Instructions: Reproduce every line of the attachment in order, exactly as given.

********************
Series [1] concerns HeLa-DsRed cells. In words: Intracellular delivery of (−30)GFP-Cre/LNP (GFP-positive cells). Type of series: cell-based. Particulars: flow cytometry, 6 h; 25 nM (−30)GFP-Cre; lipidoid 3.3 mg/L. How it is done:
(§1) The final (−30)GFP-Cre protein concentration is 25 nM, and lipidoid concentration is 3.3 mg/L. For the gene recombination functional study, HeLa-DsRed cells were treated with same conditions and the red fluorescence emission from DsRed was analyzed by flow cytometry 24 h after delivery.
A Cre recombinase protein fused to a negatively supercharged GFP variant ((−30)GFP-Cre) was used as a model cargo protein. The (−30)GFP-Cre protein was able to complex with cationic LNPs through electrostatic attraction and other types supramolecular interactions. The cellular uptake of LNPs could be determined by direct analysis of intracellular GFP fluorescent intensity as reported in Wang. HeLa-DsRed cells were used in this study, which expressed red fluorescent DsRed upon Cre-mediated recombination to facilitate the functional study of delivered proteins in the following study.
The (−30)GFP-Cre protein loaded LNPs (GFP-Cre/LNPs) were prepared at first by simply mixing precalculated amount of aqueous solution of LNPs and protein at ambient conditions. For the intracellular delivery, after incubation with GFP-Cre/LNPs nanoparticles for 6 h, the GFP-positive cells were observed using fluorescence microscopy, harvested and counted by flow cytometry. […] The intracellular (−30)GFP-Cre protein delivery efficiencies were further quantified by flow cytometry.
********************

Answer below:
Series [1] concerns HeLa-DsRed cells. In words: Intracellular delivery of (−30)GFP-Cre/LNP (GFP-positive cells). Type of series: cell-based. Particulars: flow cytometry, 6 h; 25 nM (−30)GFP-Cre; lipidoid 3.3 mg/L. How it is done:
(§1) The final (−30)GFP-Cre protein concentration is 25 nM, and lipidoid concentration is 3.3 mg/L. For the gene recombination functional study, HeLa-DsRed cells were treated with same conditions and the red fluorescence emission from DsRed was analyzed by flow cytometry 24 h after delivery.
A Cre recombinase protein fused to a negatively supercharged GFP variant ((−30)GFP-Cre) was used as a model cargo protein. The (−30)GFP-Cre protein was able to complex with cationic LNPs through electrostatic attraction and other types supramolecular interactions. The cellular uptake of LNPs could be determined by direct analysis of intracellular GFP fluorescent intensity as reported in Wang. HeLa-DsRed cells were used in this study, which expressed red fluorescent DsRed upon Cre-mediated recombination to facilitate the functional study of delivered proteins in the following study.
The (−30)GFP-Cre protein loaded LNPs (GFP-Cre/LNPs) were prepared at first by simply mixing precalculated amount of aqueous solution of LNPs and protein at ambient conditions. For the intracellular delivery, after incubation with GFP-Cre/LNPs nanoparticles for 6 h, the GFP-positive cells were observed using fluorescence microscopy, harvested and counted by flow cytometry. […] The intracellular (−30)GFP-Cre protein delivery efficiencies were further quantified by flow cytometry.